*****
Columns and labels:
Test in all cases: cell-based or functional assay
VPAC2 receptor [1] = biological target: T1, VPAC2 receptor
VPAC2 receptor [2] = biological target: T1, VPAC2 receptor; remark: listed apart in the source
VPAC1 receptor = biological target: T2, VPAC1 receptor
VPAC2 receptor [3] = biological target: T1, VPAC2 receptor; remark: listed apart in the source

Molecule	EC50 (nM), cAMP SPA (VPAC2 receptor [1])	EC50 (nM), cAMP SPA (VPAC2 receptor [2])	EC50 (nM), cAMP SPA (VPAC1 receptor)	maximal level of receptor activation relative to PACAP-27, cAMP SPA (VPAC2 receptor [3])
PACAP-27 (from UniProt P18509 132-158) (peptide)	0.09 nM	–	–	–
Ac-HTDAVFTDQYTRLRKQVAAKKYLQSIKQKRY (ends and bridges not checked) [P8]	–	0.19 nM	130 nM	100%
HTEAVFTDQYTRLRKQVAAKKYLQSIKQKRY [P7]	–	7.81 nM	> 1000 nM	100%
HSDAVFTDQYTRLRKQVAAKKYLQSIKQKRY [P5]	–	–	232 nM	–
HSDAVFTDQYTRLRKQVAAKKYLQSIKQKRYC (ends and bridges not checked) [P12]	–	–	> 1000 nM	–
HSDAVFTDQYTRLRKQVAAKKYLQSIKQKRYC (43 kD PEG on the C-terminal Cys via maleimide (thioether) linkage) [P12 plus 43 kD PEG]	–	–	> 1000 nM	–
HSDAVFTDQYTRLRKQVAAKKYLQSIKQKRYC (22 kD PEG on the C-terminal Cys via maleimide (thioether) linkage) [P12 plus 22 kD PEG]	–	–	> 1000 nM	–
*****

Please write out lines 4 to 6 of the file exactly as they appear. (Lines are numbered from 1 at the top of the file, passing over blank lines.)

VPAC2 receptor [2] = biological target: T1, VPAC2 receptor; remark: listed apart in the source
VPAC1 receptor = biological target: T2, VPAC1 receptor
VPAC2 receptor [3] = biological target: T1, VPAC2 receptor; remark: listed apart in the source